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Wednesday, December 21st, 2011

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Machine Civilization

Tirade's Choice

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"I lived on the same street from them until last year - they are awesome folks! They always have a smile and give out the best stuff for Halloween." -- Wingsofazrael, commenting on a thread on about Alison's awesome customer service

Rash returns with a travelogue from his recent trip to Japan and a comprehensive table of space shuttle info.

Pyramid Shambo & Lunar Invaders

Happy Holidays! Yes, it's that time of year again, and in keeping with our Holiday Gift tradition, we have released a new game for the occasion, called Pyramid Shambo. You already know this if you read the recent Notes From the Lab e-Newsletter, and perhaps you've even tried it already. But if it's news to you, please check it out -- it's surprisingly fun! It can be a hard sell sometimes, since on the face of it, a Rock-Paper-Scissors (RPS) tournament doesn't sound that exciting, but the escalation rules I came up with make it much more fun than people expect!

But just in case that game wasn't enough for you, I have another new game to give you. I call it Lunar Invaders, and it's also a game for pyramids. It's a very different type of game, but it does have an optional RPS rule, which was central to earlier versions of the game. Indeed, these similarities are part of how both games came to be, which is why it seemed appropriate to release them more or less simultaneously.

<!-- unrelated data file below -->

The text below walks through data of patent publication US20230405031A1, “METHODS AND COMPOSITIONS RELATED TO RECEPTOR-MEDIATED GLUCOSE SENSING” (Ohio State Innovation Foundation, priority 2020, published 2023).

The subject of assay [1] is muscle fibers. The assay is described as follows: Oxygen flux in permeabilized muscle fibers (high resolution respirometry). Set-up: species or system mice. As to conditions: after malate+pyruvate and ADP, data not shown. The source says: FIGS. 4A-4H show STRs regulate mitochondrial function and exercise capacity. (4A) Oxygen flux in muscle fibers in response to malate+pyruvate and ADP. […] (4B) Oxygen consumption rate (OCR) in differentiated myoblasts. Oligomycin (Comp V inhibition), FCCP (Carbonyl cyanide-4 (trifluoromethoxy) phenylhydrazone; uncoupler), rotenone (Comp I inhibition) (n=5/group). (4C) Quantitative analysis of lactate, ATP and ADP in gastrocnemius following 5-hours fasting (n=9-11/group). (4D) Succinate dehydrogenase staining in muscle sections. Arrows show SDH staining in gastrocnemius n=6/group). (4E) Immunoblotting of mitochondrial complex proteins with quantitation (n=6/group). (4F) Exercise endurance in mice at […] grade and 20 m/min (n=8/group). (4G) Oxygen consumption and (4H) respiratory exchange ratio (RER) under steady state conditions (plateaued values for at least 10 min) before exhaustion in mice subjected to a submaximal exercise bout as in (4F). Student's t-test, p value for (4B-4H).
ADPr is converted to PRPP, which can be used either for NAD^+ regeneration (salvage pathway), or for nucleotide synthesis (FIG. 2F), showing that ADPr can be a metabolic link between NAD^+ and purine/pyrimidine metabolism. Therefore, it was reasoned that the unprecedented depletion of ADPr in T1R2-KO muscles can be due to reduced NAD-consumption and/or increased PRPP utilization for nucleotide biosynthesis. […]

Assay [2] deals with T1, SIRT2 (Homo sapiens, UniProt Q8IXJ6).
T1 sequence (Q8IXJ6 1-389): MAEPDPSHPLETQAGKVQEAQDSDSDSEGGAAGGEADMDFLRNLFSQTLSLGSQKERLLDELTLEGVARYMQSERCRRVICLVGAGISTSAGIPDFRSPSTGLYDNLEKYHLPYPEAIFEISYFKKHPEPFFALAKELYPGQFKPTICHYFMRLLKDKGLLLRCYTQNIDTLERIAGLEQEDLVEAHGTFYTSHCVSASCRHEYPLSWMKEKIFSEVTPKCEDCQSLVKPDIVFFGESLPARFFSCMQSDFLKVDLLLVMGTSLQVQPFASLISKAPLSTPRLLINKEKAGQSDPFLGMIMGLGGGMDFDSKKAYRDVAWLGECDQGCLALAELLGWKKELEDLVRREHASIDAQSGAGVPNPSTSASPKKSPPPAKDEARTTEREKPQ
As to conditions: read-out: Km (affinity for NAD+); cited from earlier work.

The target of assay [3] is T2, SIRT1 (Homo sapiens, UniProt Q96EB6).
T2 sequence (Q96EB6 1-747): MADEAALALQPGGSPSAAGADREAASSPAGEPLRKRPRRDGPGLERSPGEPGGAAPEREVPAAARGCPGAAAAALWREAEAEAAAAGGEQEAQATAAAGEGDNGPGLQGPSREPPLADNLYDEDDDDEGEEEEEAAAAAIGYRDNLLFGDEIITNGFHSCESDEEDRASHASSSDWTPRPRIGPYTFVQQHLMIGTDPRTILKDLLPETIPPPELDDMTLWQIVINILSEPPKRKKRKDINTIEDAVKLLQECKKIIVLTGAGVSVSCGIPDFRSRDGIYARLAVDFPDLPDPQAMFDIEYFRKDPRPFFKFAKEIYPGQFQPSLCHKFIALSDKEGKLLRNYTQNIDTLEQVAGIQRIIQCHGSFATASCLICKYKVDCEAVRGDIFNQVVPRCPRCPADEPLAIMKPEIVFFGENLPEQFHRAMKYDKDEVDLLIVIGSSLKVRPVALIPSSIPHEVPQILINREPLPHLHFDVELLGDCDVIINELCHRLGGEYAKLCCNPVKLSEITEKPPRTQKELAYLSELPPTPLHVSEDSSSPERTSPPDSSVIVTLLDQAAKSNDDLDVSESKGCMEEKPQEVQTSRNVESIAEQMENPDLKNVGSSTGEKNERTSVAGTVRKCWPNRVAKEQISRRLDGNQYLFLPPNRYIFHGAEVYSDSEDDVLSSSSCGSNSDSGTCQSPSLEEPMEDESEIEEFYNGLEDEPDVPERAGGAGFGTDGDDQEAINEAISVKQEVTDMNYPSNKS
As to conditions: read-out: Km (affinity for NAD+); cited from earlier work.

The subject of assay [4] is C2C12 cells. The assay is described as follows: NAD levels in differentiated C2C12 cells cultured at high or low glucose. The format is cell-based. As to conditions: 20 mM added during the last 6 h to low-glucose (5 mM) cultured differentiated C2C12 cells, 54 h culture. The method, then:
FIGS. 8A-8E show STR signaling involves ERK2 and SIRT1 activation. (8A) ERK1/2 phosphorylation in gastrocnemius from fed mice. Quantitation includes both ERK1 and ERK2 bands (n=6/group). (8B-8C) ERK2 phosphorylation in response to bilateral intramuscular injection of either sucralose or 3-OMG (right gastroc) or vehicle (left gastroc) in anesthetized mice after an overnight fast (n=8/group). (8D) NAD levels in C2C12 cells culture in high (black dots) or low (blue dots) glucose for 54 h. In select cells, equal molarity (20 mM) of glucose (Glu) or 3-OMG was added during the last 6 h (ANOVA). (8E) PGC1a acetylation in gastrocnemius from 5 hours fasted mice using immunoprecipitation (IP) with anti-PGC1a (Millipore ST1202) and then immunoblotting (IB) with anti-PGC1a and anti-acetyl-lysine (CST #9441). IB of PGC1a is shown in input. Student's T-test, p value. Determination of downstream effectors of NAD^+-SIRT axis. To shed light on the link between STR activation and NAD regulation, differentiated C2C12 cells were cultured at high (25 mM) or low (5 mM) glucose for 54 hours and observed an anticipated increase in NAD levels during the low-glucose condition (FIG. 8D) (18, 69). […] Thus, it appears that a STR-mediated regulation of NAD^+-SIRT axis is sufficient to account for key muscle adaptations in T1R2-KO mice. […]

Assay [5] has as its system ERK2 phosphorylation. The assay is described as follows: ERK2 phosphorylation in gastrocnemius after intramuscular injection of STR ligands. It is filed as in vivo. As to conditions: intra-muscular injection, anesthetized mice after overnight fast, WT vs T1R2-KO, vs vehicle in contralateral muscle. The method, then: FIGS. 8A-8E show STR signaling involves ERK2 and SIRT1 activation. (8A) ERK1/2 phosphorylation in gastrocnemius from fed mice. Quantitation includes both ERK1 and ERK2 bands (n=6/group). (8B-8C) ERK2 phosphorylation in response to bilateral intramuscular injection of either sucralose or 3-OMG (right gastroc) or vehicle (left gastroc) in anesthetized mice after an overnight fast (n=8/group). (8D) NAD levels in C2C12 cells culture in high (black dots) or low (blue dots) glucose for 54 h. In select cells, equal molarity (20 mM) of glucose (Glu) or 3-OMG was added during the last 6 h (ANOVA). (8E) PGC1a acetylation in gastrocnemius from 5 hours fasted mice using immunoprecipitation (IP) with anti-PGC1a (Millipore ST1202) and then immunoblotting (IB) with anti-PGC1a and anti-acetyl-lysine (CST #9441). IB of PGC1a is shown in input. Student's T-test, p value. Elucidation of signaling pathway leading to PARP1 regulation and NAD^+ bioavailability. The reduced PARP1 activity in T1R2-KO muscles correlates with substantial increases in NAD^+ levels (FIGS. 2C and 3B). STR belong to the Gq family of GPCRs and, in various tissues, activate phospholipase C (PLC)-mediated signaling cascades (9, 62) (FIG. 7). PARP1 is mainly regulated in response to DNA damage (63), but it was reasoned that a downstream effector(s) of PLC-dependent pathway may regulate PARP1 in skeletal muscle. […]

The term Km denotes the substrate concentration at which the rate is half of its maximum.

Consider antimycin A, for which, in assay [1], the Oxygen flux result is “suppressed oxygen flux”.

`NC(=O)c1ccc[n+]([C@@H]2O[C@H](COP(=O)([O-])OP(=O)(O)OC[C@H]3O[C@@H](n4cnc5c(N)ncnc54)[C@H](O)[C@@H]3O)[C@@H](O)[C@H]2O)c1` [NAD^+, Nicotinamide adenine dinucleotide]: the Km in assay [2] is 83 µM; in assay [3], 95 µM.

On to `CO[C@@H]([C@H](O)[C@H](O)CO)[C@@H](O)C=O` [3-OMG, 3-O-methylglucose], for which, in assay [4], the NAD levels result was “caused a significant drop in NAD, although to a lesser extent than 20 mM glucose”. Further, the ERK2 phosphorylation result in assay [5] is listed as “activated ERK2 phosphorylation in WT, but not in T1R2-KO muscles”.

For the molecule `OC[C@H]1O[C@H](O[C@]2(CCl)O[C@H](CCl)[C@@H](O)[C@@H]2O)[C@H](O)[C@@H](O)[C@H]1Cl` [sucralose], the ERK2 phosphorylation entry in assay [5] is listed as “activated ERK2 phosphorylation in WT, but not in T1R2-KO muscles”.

The rest of this article will explain that last sentence. (It may prove uninteresting for those who aren't students of game design, but we'll see.)

To begin with, Lunar Invaders is based on Cosmic Coasters, a game I designed back in Y2K. (12 years ago!) I've always been proud of it -- it's got some great concepts -- but I've also had to admit that it's flawed. It's a very slow seller, and the gameplay frequently bogs down in a seemingly endless showdown of RPS battles. So I've long been wanting to re-visit the design, to see if I could fix it. And I did!